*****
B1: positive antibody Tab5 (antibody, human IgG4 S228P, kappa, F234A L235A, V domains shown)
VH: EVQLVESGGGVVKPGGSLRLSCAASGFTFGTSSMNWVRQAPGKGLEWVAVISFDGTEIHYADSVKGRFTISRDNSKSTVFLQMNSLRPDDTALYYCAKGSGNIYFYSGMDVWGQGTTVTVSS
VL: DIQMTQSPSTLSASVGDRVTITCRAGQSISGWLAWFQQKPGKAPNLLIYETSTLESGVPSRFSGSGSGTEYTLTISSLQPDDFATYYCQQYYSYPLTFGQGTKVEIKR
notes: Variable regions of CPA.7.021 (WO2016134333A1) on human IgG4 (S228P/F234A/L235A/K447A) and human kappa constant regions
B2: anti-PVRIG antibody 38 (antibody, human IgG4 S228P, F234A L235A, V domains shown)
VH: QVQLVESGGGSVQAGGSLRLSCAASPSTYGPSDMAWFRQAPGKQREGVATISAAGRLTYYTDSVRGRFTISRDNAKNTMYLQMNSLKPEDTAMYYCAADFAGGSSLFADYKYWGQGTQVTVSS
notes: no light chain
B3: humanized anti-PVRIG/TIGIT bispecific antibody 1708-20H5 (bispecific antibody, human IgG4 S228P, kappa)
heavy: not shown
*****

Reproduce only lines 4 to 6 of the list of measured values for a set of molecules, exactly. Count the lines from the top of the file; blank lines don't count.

notes: Variable regions of CPA.7.021 (WO2016134333A1) on human IgG4 (S228P/F234A/L235A/K447A) and human kappa constant regions
B2: anti-PVRIG antibody 38 (antibody, human IgG4 S228P, F234A L235A, V domains shown)
VH: QVQLVESGGGSVQAGGSLRLSCAASPSTYGPSDMAWFRQAPGKQREGVATISAAGRLTYYTDSVRGRFTISRDNAKNTMYLQMNSLKPEDTAMYYCAADFAGGSSLFADYKYWGQGTQVTVSS